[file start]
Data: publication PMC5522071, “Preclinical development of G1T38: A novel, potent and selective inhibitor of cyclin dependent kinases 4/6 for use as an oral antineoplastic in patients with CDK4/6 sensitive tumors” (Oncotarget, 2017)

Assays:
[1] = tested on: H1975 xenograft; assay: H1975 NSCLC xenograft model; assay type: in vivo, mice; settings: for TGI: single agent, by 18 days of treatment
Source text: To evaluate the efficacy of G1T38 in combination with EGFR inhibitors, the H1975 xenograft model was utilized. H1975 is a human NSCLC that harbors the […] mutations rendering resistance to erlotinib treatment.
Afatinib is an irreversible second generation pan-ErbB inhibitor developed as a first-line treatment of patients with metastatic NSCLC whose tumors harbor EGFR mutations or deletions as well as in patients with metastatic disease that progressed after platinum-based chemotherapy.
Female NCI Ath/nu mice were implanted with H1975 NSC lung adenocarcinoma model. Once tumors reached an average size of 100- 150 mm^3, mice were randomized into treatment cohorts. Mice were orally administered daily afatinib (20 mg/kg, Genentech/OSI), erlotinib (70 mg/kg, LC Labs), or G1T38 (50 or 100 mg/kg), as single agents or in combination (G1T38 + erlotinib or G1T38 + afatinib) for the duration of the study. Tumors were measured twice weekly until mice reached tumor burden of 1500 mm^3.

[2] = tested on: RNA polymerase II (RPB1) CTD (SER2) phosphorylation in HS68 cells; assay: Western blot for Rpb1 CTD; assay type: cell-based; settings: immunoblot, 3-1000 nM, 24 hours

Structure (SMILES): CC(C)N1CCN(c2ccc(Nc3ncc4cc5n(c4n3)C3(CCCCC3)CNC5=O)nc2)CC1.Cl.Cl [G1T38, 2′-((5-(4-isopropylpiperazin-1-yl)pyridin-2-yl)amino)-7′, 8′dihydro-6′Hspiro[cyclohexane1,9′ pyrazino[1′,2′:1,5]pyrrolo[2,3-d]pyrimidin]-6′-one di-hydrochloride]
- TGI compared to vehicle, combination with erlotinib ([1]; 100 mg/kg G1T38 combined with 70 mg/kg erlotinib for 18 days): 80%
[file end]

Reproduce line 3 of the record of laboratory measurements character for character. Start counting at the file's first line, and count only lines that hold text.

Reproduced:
[1] = tested on: H1975 xenograft; assay: H1975 NSCLC xenograft model; assay type: in vivo, mice; settings: for TGI: single agent, by 18 days of treatment